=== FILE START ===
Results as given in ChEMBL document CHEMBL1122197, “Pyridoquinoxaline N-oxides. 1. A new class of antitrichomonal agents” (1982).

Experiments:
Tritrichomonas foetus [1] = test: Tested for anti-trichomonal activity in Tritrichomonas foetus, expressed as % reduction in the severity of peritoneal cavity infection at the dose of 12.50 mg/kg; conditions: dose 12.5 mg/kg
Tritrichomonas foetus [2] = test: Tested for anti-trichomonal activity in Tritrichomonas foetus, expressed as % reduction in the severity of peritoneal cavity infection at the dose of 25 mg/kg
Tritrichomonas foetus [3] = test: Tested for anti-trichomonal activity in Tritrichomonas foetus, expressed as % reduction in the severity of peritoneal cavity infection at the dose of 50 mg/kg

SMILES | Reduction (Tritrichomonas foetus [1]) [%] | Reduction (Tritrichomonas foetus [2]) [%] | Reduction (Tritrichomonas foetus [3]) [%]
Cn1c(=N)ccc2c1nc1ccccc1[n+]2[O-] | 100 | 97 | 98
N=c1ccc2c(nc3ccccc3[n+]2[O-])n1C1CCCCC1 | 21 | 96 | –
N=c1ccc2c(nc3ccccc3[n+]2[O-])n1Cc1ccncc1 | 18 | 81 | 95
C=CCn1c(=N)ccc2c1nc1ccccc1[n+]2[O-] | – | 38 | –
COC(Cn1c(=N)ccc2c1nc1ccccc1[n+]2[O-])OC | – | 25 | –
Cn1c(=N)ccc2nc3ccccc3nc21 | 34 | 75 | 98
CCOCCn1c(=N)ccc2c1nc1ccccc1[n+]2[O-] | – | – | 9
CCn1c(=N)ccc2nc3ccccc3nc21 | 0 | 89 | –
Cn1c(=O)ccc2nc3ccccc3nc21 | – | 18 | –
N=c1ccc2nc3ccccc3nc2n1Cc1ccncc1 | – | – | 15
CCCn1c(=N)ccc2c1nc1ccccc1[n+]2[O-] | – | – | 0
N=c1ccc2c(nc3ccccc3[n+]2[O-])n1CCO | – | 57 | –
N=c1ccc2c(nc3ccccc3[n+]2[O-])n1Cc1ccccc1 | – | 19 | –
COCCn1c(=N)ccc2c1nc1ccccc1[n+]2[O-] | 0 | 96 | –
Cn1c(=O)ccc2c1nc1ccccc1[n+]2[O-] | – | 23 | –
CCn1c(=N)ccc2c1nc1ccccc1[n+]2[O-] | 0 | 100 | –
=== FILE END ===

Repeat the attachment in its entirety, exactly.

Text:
Results as given in ChEMBL document CHEMBL1122197, “Pyridoquinoxaline N-oxides. 1. A new class of antitrichomonal agents” (1982).

Experiments:
Tritrichomonas foetus [1] = test: Tested for anti-trichomonal activity in Tritrichomonas foetus, expressed as % reduction in the severity of peritoneal cavity infection at the dose of 12.50 mg/kg; conditions: dose 12.5 mg/kg
Tritrichomonas foetus [2] = test: Tested for anti-trichomonal activity in Tritrichomonas foetus, expressed as % reduction in the severity of peritoneal cavity infection at the dose of 25 mg/kg
Tritrichomonas foetus [3] = test: Tested for anti-trichomonal activity in Tritrichomonas foetus, expressed as % reduction in the severity of peritoneal cavity infection at the dose of 50 mg/kg

SMILES | Reduction (Tritrichomonas foetus [1]) [%] | Reduction (Tritrichomonas foetus [2]) [%] | Reduction (Tritrichomonas foetus [3]) [%]
Cn1c(=N)ccc2c1nc1ccccc1[n+]2[O-] | 100 | 97 | 98
N=c1ccc2c(nc3ccccc3[n+]2[O-])n1C1CCCCC1 | 21 | 96 | –
N=c1ccc2c(nc3ccccc3[n+]2[O-])n1Cc1ccncc1 | 18 | 81 | 95
C=CCn1c(=N)ccc2c1nc1ccccc1[n+]2[O-] | – | 38 | –
COC(Cn1c(=N)ccc2c1nc1ccccc1[n+]2[O-])OC | – | 25 | –
Cn1c(=N)ccc2nc3ccccc3nc21 | 34 | 75 | 98
CCOCCn1c(=N)ccc2c1nc1ccccc1[n+]2[O-] | – | – | 9
CCn1c(=N)ccc2nc3ccccc3nc21 | 0 | 89 | –
Cn1c(=O)ccc2nc3ccccc3nc21 | – | 18 | –
N=c1ccc2nc3ccccc3nc2n1Cc1ccncc1 | – | – | 15
CCCn1c(=N)ccc2c1nc1ccccc1[n+]2[O-] | – | – | 0
N=c1ccc2c(nc3ccccc3[n+]2[O-])n1CCO | – | 57 | –
N=c1ccc2c(nc3ccccc3[n+]2[O-])n1Cc1ccccc1 | – | 19 | –
COCCn1c(=N)ccc2c1nc1ccccc1[n+]2[O-] | 0 | 96 | –
Cn1c(=O)ccc2c1nc1ccccc1[n+]2[O-] | – | 23 | –
CCn1c(=N)ccc2c1nc1ccccc1[n+]2[O-] | 0 | 100 | –